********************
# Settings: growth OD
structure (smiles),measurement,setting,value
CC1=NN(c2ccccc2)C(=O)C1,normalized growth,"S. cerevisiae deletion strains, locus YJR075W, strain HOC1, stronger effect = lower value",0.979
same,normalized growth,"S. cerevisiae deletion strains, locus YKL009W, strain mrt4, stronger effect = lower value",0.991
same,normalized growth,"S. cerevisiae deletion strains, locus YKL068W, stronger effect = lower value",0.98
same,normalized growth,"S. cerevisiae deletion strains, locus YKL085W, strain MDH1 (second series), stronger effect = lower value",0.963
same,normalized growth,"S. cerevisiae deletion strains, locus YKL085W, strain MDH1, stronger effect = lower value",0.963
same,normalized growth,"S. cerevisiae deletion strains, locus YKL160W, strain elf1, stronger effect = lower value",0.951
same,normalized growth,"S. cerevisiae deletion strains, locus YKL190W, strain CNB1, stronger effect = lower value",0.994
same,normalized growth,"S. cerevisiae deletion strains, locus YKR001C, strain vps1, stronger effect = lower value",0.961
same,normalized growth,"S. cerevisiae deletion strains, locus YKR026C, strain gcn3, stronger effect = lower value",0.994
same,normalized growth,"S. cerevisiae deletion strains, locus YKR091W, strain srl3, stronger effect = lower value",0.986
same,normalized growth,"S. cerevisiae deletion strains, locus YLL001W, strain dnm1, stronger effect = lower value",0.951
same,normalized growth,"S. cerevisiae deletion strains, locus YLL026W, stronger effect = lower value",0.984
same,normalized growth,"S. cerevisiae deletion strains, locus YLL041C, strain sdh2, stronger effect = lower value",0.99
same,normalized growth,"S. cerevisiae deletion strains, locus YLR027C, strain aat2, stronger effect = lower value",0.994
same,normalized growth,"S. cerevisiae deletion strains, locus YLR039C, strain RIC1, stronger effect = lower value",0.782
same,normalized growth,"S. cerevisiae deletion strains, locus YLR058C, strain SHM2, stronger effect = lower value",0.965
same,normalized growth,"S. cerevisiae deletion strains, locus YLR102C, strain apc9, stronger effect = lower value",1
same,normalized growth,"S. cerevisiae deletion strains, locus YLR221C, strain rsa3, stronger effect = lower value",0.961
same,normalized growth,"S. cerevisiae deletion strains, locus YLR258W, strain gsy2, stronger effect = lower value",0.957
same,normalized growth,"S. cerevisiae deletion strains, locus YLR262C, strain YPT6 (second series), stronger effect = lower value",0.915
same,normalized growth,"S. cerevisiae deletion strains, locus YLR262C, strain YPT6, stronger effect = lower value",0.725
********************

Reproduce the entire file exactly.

# Settings: growth OD
structure (smiles),measurement,setting,value
CC1=NN(c2ccccc2)C(=O)C1,normalized growth,"S. cerevisiae deletion strains, locus YJR075W, strain HOC1, stronger effect = lower value",0.979
same,normalized growth,"S. cerevisiae deletion strains, locus YKL009W, strain mrt4, stronger effect = lower value",0.991
same,normalized growth,"S. cerevisiae deletion strains, locus YKL068W, stronger effect = lower value",0.98
same,normalized growth,"S. cerevisiae deletion strains, locus YKL085W, strain MDH1 (second series), stronger effect = lower value",0.963
same,normalized growth,"S. cerevisiae deletion strains, locus YKL085W, strain MDH1, stronger effect = lower value",0.963
same,normalized growth,"S. cerevisiae deletion strains, locus YKL160W, strain elf1, stronger effect = lower value",0.951
same,normalized growth,"S. cerevisiae deletion strains, locus YKL190W, strain CNB1, stronger effect = lower value",0.994
same,normalized growth,"S. cerevisiae deletion strains, locus YKR001C, strain vps1, stronger effect = lower value",0.961
same,normalized growth,"S. cerevisiae deletion strains, locus YKR026C, strain gcn3, stronger effect = lower value",0.994
same,normalized growth,"S. cerevisiae deletion strains, locus YKR091W, strain srl3, stronger effect = lower value",0.986
same,normalized growth,"S. cerevisiae deletion strains, locus YLL001W, strain dnm1, stronger effect = lower value",0.951
same,normalized growth,"S. cerevisiae deletion strains, locus YLL026W, stronger effect = lower value",0.984
same,normalized growth,"S. cerevisiae deletion strains, locus YLL041C, strain sdh2, stronger effect = lower value",0.99
same,normalized growth,"S. cerevisiae deletion strains, locus YLR027C, strain aat2, stronger effect = lower value",0.994
same,normalized growth,"S. cerevisiae deletion strains, locus YLR039C, strain RIC1, stronger effect = lower value",0.782
same,normalized growth,"S. cerevisiae deletion strains, locus YLR058C, strain SHM2, stronger effect = lower value",0.965
same,normalized growth,"S. cerevisiae deletion strains, locus YLR102C, strain apc9, stronger effect = lower value",1
same,normalized growth,"S. cerevisiae deletion strains, locus YLR221C, strain rsa3, stronger effect = lower value",0.961
same,normalized growth,"S. cerevisiae deletion strains, locus YLR258W, strain gsy2, stronger effect = lower value",0.957
same,normalized growth,"S. cerevisiae deletion strains, locus YLR262C, strain YPT6 (second series), stronger effect = lower value",0.915
same,normalized growth,"S. cerevisiae deletion strains, locus YLR262C, strain YPT6, stronger effect = lower value",0.725